A stunning blue lobster has one shell of a story.
Instead of ending up as someone's dinner, Clawdia the crustacean was recently sent to live out her days at a zoo in Akron, Ohio — and she owes it all to an unlikely person: an employee at a Red Lobster.
“At first, the lobster just looked a little off," Michelle Falconer, the general manager at the Red Lobster in Cuyahoga Falls where Clawdia was found, told TODAY Food. "But when we put her in our tank, she was this beautiful, brilliant color."
According to the University of Maine’s Lobster Institute, only an estimated one out of every 2 million lobsters are blue and the coloration comes from a genetic defect. The rarest of all lobsters are white, which is seen in just one out of every 100 million lobsters.
Falconer contacted the Monterey Bay Aquarium in California (Red Lobster is connected to the famous facility through the sustainability organization Seafood Watch) and the aquarium then reached out to the Akron Zoo.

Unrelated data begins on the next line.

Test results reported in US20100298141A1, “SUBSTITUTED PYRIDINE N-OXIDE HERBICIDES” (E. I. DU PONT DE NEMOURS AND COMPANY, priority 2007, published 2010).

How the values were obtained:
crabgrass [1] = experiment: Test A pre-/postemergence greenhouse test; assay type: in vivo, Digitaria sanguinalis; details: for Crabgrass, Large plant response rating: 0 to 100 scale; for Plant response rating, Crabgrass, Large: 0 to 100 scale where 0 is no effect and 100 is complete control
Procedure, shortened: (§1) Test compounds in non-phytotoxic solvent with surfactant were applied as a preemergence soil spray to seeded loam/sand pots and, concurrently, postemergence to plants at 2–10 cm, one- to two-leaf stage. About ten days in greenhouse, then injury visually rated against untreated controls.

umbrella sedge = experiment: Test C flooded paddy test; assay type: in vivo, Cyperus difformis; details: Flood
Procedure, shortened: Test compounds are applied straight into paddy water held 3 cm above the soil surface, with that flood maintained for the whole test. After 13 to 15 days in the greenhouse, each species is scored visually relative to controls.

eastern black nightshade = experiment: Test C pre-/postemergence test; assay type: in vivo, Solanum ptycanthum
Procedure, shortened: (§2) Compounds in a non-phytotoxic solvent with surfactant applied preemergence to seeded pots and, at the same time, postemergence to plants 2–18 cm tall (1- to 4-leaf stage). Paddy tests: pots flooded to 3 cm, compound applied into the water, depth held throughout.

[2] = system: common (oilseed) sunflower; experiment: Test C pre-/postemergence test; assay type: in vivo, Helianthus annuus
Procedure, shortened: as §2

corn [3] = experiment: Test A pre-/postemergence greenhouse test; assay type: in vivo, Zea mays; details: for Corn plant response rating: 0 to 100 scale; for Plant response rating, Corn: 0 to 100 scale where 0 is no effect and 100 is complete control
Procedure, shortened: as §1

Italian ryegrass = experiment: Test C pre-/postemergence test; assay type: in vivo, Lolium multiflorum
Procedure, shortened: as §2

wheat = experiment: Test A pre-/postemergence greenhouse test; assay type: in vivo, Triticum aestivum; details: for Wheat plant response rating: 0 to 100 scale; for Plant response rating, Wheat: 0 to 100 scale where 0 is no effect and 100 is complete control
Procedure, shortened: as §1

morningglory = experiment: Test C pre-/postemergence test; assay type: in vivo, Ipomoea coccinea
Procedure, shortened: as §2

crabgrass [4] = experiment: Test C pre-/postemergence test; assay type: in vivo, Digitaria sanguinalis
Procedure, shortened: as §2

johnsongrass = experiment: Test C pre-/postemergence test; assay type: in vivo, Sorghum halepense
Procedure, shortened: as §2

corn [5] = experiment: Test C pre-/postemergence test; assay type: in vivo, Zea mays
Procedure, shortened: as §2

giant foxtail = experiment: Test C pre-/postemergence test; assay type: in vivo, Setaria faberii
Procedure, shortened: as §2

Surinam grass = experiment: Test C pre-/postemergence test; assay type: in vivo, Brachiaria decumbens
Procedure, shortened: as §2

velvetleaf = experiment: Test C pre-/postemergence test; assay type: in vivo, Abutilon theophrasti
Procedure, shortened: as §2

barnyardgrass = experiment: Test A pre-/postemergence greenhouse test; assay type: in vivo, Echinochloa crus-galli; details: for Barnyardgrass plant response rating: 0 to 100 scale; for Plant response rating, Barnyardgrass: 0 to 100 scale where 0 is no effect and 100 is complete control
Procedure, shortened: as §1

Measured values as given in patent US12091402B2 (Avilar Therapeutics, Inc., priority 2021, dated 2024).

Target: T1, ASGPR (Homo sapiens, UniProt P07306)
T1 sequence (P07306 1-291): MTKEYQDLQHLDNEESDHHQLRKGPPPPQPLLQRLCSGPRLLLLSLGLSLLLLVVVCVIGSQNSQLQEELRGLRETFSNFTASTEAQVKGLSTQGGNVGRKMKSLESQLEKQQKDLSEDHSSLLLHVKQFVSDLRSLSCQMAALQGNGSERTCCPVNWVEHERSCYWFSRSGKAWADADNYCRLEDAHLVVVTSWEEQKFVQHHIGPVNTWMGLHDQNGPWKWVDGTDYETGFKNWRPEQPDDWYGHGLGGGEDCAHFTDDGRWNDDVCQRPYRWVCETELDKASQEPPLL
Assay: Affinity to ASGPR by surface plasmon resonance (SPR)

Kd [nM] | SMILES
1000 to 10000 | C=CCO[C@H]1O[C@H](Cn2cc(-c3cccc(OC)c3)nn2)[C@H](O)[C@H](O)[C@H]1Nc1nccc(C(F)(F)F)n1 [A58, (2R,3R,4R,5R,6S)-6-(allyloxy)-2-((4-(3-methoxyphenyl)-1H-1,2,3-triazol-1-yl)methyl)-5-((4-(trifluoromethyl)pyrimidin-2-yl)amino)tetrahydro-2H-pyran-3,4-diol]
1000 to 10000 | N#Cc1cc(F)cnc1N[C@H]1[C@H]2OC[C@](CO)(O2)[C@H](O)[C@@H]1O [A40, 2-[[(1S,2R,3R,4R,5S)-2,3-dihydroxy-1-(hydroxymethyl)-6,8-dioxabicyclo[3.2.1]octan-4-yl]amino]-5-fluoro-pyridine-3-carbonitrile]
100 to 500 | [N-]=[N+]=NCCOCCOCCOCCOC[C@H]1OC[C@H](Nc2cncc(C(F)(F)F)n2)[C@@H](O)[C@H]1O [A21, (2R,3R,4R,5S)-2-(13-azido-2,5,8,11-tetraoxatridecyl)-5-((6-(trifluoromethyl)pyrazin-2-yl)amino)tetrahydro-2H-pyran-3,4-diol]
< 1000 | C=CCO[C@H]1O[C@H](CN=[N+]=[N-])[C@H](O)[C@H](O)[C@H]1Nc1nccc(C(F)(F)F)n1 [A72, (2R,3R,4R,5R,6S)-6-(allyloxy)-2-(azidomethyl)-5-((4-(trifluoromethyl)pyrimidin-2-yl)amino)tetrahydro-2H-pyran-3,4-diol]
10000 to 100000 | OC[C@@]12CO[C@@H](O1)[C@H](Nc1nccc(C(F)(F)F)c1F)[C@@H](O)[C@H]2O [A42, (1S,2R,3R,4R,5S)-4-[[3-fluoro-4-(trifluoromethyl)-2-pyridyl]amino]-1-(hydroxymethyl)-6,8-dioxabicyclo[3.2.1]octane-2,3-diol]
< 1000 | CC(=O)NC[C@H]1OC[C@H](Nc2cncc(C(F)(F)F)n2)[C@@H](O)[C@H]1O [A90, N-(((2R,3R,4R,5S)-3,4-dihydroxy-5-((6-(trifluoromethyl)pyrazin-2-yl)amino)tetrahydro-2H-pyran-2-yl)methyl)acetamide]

On Friday, Clawdia, was carefully transported to her new home.
“Shortly after we introduced Clawdia to her aquarium, she started moving rocks around to create her own cave. That was a good sign, it means she’s doing well,” Vince Jeffries, director of marketing and public relations for the Akron Zoo, told TODAY.
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Jeffries noted that it’s important for Clawdia to take it easy after her move and said staff members have been monitoring her carefully.
“We want to make sure that she has a successful molt in September or October,” Jeffries said. In order for a lobster to grow, it must shed its shell.
Though Clawdia is currently living in isolation — the zoo quarantines animals for up to 90 days for safety reasons — she will eventually move into a visible habitat area near the Stripe-leg slipper lobsters. Since Clawdia is a cold water lobster, she will remain in her own tank.
“We’ve really been pampering her,” Jeffries said. "She actually just enjoyed a shrimp feast!"
Clawdia was originally named Clawde by Red Lobster crew members. However, after determining that she was a female, a veterinarian at the Akron Zoo gave her name a feminine update.